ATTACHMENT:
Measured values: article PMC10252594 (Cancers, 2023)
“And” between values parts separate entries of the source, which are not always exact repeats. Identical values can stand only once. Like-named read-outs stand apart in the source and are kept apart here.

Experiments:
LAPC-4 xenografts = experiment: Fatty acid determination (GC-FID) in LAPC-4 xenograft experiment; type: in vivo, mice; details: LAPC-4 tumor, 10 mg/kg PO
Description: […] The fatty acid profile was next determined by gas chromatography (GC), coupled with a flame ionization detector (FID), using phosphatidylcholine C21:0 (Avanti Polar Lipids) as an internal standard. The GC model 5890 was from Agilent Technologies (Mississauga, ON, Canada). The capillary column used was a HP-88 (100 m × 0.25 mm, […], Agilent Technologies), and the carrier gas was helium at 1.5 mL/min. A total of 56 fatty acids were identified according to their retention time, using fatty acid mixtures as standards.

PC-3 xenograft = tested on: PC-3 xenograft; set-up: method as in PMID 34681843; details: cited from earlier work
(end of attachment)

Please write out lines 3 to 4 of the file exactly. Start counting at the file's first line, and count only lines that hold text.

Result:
Experiments:
LAPC-4 xenografts = experiment: Fatty acid determination (GC-FID) in LAPC-4 xenograft experiment; type: in vivo, mice; details: LAPC-4 tumor, 10 mg/kg PO